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Scary Fraud Statistics - Refresh Your Control Systems for 2011

November 23, 2010

Earlier this year the Association of Certified Fraud Examiners issued their 2010 Report to the Nations on Occupational Fraud & Abuse (the “Report”).

Ok, so I’m a few weeks late with my title, but I do have some scary facts that will help you get past it. Earlier this year the Association of Certified Fraud Examiners issued their 2010 Report to the Nations on Occupational Fraud & Abuse (the “Report”). This report has become one of the most authoritative and quoted publications on fraud, and has some very interesting statistics. In its latest edition, in an effort to reflect the truly global nature of the economy, the report surveyed participants from around the globe (with 43% of its 1,843 cases reported on originating from outside of the United States).

The findings of the survey were very interesting; with participants estimating that the average organization will lose 5% of its annual revenue to fraud. Given the state of the economy over the past couple years; I’m sure most of you would not be happy to see 1% drop to the bottom line, let alone 5%. There are several other interesting statistics that came out of the survey, including the fact that the median loss was $160,000, and nearly a quarter of the cases studied suffered losses of over $1 million. Now, I know these numbers are staggering enough on their own, but combine this with the fact that average fraud lasted for 18 months before being detected, and it can turn out to be a recipe for disaster for a company that is already on the brink of financial collapse.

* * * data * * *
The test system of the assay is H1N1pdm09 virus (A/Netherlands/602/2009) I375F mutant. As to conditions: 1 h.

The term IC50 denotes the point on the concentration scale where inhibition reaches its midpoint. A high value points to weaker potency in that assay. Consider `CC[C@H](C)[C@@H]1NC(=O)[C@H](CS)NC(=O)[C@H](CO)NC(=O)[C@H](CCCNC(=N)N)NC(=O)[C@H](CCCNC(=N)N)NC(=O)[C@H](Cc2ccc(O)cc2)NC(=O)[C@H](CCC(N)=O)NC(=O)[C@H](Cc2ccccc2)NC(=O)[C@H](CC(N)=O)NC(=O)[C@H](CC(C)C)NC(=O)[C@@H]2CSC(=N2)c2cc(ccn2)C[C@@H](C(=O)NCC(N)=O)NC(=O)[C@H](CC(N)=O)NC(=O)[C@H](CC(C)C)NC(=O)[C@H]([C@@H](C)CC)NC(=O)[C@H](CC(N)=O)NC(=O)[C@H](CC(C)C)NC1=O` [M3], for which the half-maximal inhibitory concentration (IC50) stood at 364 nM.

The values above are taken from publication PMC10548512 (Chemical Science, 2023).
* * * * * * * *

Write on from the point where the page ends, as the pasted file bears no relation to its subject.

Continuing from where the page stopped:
Other noteworthy items from the Report were that small organizations were more likely to be victimized than larger organizations, mainly due to the lack of a complex control structure. Unfortunately, given some of the cases I have had the opportunity to work on; this is usually one of the main reasons why the fraud was able to be perpetrated for such a long time. To further that, most companies aren’t as concerned until they are directly impacted, and, usually, by that time it’s too late and they have already been defrauded.

I know this post is similar to some of my past posts, but there are too many text book cases out there of fraud happening every day, and until people take the time to educate themselves and take an honest look as to where the risks might lie in their organization, they are setting themselves up to be defrauded. There are too many types of fraud out there, from check tampering and expense reimbursement, billing and payroll fraud, all the way to cash larceny, to turn a blind eye until it’s too late.

One of the newer types of fraud that has made a lot of headlines lately is electronic funds transfer (EFT) fraud. This has become such an epidemic that United States Secret Service, in concert with other organizations, has issued a fraud advisory to businesses highlighting how this fraud occurs and the steps you can take to protect yourself. Imagine, logging into your computer first thing in the morning to see that all of your cash was wire transferred out overnight and that you potentially have no recourse for recovery? I know it’s scary, but it’s happening every day and you need to take steps to protect yourself.

The end of the year is a great time to talk to your advisors, take a fresh look at your control systems, and figure out ways to protect your company in the New Year. If you don’t have anyone to discuss your concerns with, feel free to give me a call and I’d be happy to come out and meet with you to discuss your situation and give you some ideas for improvement. It doesn’t matter if you have 10 or 1,000 people working for you, there are always solutions available to suit your needs.

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